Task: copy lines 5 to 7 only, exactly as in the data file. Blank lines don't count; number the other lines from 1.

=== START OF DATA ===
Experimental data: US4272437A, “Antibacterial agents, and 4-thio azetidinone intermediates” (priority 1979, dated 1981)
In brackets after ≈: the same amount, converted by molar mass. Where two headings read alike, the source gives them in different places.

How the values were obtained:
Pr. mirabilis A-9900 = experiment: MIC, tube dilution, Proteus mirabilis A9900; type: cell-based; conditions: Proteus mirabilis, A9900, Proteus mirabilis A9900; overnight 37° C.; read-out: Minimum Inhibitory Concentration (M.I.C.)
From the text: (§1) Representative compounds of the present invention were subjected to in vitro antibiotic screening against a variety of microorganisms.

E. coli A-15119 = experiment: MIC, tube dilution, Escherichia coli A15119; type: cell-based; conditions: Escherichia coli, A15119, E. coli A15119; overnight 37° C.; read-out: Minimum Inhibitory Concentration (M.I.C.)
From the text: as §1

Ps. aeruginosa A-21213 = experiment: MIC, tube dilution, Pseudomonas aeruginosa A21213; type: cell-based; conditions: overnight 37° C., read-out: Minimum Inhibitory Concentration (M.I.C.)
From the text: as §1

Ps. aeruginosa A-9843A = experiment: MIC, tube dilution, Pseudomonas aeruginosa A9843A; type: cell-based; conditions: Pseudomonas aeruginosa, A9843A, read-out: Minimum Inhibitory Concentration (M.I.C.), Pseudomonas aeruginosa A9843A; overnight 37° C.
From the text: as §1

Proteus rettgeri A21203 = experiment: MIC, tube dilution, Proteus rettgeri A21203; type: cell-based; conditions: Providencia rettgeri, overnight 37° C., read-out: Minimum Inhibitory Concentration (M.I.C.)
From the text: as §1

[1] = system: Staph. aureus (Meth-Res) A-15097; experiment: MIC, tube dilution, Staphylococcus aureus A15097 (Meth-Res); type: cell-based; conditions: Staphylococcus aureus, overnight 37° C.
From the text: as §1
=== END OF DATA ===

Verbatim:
From the text: (§1) Representative compounds of the present invention were subjected to in vitro antibiotic screening against a variety of microorganisms.

E. coli A-15119 = experiment: MIC, tube dilution, Escherichia coli A15119; type: cell-based; conditions: Escherichia coli, A15119, E. coli A15119; overnight 37° C.; read-out: Minimum Inhibitory Concentration (M.I.C.)
From the text: as §1